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  1. #1
    Join Date
    Aug 2012
    Posts
    2

    Help designing database table

    Hello everyone,

    I am working on a project which I will be programming in C# once the database design is complete. I need some help designing the database tables. I can't seem to rack my mind around how this can work. I have half the design complete, but I need some help and clarification how this can work.

    Note, I am not using actual table names data, but this outlines the dilemma.

    I have the STUDENT, PRODUCT, and COLOR data table. A STUDENT can have many PRODUCTS and many COLORS.

    So far, I have a STUDENT TABLE with their NAMES.
    A table for PRODUCT.
    A table for COLOR.


    The programming part is where this gets tricky. In the application, when a user logins, they come to the first screen. The first screen shows the student information. Here, they must choose a PRODUCT from the dropdownlist. (there could be 1-5 PRODUCTS)

    Next screen, the user must choose the COLOR information that corresponds to the PRODUCT information.

    PRODUCT_DESC_1 only corresponds to COLOR_DESC_1 and vice versa.

    any suggestion or help is very much appreciated!

    An example of a record:
    Attached Thumbnails Attached Thumbnails Untitled.JPG  

  2. #2
    Join Date
    Oct 2009
    Location
    221B Baker St.
    Posts
    486
    From your example, it is not clear what you actually have. There appear to be 2 products in each of the "desc"s. There are multiple colors in both.

    How did there come to exist these "combinations" in one "record".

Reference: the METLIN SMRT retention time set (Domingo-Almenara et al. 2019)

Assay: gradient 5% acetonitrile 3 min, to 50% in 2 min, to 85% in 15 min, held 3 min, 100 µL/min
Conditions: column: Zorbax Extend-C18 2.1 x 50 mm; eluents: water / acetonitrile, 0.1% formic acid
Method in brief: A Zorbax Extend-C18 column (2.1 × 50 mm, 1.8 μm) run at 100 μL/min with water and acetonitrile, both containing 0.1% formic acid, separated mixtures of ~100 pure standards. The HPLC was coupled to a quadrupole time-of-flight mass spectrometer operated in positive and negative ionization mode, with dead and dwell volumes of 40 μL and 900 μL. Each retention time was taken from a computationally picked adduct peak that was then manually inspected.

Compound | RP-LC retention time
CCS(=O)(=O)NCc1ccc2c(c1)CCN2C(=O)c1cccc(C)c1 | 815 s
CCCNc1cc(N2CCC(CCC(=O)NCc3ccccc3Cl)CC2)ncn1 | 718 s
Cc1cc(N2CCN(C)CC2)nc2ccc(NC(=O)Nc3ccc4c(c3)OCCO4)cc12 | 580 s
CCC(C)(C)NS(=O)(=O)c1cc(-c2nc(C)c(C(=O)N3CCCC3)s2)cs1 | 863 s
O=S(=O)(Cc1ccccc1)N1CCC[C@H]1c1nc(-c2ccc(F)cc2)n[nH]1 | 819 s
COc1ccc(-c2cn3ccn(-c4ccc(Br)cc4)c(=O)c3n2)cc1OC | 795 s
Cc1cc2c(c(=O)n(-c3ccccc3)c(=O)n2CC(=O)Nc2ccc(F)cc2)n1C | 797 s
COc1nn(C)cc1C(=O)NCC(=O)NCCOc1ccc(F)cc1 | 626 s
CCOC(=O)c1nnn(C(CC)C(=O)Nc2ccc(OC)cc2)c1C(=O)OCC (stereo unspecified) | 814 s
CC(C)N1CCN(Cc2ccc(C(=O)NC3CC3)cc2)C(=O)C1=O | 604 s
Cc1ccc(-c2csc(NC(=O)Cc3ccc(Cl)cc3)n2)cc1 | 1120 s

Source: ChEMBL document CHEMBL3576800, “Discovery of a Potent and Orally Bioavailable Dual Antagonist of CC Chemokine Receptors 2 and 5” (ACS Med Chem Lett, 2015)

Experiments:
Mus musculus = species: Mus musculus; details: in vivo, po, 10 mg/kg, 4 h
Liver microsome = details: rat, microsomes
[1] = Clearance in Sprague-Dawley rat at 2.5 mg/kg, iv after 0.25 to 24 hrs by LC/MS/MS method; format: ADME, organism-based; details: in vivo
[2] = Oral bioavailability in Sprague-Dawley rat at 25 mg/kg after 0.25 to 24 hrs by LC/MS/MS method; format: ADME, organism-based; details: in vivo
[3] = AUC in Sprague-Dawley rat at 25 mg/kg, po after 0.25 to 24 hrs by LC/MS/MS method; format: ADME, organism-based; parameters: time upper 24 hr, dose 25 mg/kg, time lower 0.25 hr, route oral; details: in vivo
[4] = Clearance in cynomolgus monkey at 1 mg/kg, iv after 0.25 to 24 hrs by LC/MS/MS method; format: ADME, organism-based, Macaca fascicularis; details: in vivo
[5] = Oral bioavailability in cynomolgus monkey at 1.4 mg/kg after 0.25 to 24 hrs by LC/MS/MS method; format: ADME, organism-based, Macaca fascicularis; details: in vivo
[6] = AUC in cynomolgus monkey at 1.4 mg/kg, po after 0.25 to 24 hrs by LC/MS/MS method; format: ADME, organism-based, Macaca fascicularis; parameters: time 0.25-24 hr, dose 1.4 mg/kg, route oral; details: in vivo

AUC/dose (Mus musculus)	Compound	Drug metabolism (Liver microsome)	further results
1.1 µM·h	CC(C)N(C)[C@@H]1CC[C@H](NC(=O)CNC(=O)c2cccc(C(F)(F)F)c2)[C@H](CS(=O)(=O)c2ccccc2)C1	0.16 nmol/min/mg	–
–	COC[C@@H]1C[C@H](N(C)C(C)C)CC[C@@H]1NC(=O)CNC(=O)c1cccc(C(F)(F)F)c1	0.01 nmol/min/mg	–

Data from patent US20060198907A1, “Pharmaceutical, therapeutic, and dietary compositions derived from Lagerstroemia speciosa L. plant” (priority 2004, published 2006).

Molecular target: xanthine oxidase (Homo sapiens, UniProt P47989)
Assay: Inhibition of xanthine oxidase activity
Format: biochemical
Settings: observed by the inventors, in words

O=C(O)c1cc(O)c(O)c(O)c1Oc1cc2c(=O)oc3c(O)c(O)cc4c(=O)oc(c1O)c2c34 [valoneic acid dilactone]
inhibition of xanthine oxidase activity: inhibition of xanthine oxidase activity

If i understand you will have people who can order products that may be of differing colors. So when the data is used it will be person/product/color multiple times in the result? If the person orders multiple of the same product with different colors, there would be additional rows returned?

    What about price or it this not needed now?

  3. #3
    Join Date
    Aug 2012
    Posts
    2
    Thank you for your reply. I know these combinations in a record is ridiculous, but our data is that way. Please keep in mind that this is not the actual data we have.

    Price is not needed in this scenario.

  4. #4
    Join Date
    Oct 2009
    Location
    221B Baker St.
    Posts
    486
    The data posted for F.SMITH has no order to it. Someone working with this possibly understands this completely, but to a stranger, it is quite non-intuitive.

    Why are pen/paper in a different desc than glue/gel?

    If there are 2 products per desc, why are there more colors than products?

    Does F.SMITH "have" a red pen or something else? What about some purple gel? How does someone who reads this data know which color(s) go with each different product?

    I really do not understand what the current data tells me.

    It doesn't really matter if this is the actual data. It does matter if it accurately represents the actual data.

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